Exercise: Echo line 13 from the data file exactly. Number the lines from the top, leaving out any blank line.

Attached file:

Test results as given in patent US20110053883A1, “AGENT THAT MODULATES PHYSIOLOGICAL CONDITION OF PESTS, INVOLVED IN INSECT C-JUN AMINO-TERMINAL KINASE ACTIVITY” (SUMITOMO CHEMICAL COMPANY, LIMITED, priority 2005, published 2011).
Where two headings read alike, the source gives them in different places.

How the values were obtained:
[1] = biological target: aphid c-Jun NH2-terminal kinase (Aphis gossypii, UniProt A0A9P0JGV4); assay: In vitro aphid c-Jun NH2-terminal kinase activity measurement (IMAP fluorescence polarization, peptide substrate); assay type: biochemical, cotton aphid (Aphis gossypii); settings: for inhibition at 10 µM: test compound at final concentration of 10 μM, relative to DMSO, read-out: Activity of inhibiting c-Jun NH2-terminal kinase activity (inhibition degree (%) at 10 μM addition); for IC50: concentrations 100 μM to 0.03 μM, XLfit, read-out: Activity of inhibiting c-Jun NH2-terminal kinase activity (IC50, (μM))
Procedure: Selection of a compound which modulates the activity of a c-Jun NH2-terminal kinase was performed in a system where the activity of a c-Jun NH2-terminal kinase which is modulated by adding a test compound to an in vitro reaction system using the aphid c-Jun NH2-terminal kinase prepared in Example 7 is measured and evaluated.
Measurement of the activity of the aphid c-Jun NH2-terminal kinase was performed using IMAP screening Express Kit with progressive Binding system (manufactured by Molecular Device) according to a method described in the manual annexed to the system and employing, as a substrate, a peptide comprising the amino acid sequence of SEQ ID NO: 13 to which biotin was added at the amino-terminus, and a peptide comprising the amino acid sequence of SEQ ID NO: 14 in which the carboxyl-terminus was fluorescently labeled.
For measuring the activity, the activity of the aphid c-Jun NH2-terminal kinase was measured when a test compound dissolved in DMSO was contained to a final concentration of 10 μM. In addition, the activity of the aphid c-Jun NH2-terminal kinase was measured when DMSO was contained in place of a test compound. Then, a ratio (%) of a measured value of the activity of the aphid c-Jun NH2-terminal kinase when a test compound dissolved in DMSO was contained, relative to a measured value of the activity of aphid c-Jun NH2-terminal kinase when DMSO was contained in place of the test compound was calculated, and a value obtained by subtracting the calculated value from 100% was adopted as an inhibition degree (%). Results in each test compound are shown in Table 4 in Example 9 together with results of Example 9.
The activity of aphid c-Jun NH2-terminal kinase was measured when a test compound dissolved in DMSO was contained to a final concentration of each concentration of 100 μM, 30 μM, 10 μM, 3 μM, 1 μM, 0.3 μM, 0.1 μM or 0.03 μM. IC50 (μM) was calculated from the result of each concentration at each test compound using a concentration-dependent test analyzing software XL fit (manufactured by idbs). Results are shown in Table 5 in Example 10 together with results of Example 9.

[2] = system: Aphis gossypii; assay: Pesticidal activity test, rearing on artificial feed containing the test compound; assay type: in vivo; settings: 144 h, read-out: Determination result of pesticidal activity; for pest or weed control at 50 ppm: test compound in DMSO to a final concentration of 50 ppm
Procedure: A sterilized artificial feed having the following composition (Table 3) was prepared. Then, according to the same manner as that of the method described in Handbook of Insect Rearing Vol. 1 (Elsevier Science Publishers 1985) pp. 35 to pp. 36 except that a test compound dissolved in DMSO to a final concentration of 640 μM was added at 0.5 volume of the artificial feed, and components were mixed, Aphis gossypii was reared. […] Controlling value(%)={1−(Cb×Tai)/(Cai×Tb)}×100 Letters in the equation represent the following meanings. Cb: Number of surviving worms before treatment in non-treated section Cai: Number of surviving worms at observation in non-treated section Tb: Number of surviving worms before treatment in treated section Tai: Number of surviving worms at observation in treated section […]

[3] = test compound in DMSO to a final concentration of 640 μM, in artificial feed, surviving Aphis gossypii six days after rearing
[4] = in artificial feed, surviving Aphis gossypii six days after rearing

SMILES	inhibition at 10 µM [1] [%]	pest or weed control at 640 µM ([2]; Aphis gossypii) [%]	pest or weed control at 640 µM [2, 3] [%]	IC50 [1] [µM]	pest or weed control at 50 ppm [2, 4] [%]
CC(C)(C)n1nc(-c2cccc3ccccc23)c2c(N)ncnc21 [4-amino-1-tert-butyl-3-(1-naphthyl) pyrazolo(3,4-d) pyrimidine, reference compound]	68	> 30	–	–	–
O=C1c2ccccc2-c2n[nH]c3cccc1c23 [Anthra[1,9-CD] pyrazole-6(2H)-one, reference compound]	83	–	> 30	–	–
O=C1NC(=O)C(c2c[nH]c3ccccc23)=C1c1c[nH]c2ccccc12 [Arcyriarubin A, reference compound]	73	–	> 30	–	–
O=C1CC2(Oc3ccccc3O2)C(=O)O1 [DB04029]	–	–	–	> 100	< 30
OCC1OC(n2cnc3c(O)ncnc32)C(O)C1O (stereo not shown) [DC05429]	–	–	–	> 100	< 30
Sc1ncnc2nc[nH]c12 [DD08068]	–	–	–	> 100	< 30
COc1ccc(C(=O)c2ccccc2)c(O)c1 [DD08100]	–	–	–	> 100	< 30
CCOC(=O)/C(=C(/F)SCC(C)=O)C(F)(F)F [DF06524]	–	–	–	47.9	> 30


SMILES	inhibition at 10 µM [1] [%]	pest or weed control at 640 µM ([2]; Aphis gossypii) [%]	pest or weed control at 640 µM [2, 3] [%]	IC50 [1] [µM]	pest or weed control at 50 ppm [2, 4] [%]